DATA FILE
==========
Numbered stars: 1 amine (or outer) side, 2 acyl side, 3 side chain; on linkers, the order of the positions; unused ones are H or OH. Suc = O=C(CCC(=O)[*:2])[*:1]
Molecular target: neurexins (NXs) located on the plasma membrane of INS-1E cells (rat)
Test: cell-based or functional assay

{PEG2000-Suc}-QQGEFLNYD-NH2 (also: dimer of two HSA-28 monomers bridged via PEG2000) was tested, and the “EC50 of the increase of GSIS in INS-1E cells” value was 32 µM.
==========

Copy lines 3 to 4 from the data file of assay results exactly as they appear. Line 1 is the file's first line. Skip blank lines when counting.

Test: cell-based or functional assay

{PEG2000-Suc}-QQGEFLNYD-NH2 (also: dimer of two HSA-28 monomers bridged via PEG2000) was tested, and the “EC50 of the increase of GSIS in INS-1E cells” value was 32 µM.